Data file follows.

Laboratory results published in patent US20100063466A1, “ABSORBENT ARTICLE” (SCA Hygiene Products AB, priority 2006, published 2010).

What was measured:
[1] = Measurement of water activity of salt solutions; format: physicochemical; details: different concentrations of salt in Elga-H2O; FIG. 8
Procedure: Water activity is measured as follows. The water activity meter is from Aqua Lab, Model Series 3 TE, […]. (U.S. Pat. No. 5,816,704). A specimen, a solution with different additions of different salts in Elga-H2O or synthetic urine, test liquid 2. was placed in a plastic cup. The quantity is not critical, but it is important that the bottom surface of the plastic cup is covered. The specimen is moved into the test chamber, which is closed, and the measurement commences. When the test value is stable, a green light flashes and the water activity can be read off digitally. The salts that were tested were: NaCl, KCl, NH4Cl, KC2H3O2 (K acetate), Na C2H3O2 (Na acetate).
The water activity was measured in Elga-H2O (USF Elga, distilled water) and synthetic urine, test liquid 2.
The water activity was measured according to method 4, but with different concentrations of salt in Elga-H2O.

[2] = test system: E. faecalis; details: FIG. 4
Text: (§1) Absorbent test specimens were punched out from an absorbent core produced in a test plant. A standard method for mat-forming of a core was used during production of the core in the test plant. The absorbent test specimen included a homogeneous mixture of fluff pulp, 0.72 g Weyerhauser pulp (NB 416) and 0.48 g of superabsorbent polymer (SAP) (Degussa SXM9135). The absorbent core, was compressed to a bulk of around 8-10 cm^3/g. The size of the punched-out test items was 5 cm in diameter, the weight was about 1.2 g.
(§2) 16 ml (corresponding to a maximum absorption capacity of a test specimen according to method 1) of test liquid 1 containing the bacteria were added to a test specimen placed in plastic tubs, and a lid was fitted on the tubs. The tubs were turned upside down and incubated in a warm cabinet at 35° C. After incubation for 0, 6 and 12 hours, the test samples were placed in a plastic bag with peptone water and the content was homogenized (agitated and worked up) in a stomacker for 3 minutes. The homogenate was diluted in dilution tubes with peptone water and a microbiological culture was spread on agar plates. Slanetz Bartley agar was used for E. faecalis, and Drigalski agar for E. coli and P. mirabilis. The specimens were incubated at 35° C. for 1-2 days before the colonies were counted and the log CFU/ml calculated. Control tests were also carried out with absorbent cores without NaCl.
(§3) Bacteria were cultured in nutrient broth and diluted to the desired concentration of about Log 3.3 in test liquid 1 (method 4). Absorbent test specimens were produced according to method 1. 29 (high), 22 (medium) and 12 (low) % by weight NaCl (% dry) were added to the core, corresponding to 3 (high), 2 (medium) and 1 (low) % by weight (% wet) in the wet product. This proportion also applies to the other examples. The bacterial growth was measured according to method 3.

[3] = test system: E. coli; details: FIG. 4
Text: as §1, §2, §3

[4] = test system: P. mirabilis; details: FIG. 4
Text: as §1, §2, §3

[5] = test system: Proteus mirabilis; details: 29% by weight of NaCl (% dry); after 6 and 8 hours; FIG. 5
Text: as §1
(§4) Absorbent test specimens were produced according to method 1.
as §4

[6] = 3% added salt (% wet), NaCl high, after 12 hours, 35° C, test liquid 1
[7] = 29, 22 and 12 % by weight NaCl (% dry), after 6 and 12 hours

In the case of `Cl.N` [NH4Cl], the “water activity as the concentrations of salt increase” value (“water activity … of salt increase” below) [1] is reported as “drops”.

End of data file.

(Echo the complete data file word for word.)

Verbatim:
Laboratory results published in patent US20100063466A1, “ABSORBENT ARTICLE” (SCA Hygiene Products AB, priority 2006, published 2010).

What was measured:
[1] = Measurement of water activity of salt solutions; format: physicochemical; details: different concentrations of salt in Elga-H2O; FIG. 8
Procedure: Water activity is measured as follows. The water activity meter is from Aqua Lab, Model Series 3 TE, […]. (U.S. Pat. No. 5,816,704). A specimen, a solution with different additions of different salts in Elga-H2O or synthetic urine, test liquid 2. was placed in a plastic cup. The quantity is not critical, but it is important that the bottom surface of the plastic cup is covered. The specimen is moved into the test chamber, which is closed, and the measurement commences. When the test value is stable, a green light flashes and the water activity can be read off digitally. The salts that were tested were: NaCl, KCl, NH4Cl, KC2H3O2 (K acetate), Na C2H3O2 (Na acetate).
The water activity was measured in Elga-H2O (USF Elga, distilled water) and synthetic urine, test liquid 2.
The water activity was measured according to method 4, but with different concentrations of salt in Elga-H2O.

[2] = test system: E. faecalis; details: FIG. 4
Text: (§1) Absorbent test specimens were punched out from an absorbent core produced in a test plant. A standard method for mat-forming of a core was used during production of the core in the test plant. The absorbent test specimen included a homogeneous mixture of fluff pulp, 0.72 g Weyerhauser pulp (NB 416) and 0.48 g of superabsorbent polymer (SAP) (Degussa SXM9135). The absorbent core, was compressed to a bulk of around 8-10 cm^3/g. The size of the punched-out test items was 5 cm in diameter, the weight was about 1.2 g.
(§2) 16 ml (corresponding to a maximum absorption capacity of a test specimen according to method 1) of test liquid 1 containing the bacteria were added to a test specimen placed in plastic tubs, and a lid was fitted on the tubs. The tubs were turned upside down and incubated in a warm cabinet at 35° C. After incubation for 0, 6 and 12 hours, the test samples were placed in a plastic bag with peptone water and the content was homogenized (agitated and worked up) in a stomacker for 3 minutes. The homogenate was diluted in dilution tubes with peptone water and a microbiological culture was spread on agar plates. Slanetz Bartley agar was used for E. faecalis, and Drigalski agar for E. coli and P. mirabilis. The specimens were incubated at 35° C. for 1-2 days before the colonies were counted and the log CFU/ml calculated. Control tests were also carried out with absorbent cores without NaCl.
(§3) Bacteria were cultured in nutrient broth and diluted to the desired concentration of about Log 3.3 in test liquid 1 (method 4). Absorbent test specimens were produced according to method 1. 29 (high), 22 (medium) and 12 (low) % by weight NaCl (% dry) were added to the core, corresponding to 3 (high), 2 (medium) and 1 (low) % by weight (% wet) in the wet product. This proportion also applies to the other examples. The bacterial growth was measured according to method 3.

[3] = test system: E. coli; details: FIG. 4
Text: as §1, §2, §3

[4] = test system: P. mirabilis; details: FIG. 4
Text: as §1, §2, §3

[5] = test system: Proteus mirabilis; details: 29% by weight of NaCl (% dry); after 6 and 8 hours; FIG. 5
Text: as §1
(§4) Absorbent test specimens were produced according to method 1.
as §4

[6] = 3% added salt (% wet), NaCl high, after 12 hours, 35° C, test liquid 1
[7] = 29, 22 and 12 % by weight NaCl (% dry), after 6 and 12 hours

In the case of `Cl.N` [NH4Cl], the “water activity as the concentrations of salt increase” value (“water activity … of salt increase” below) [1] is reported as “drops”.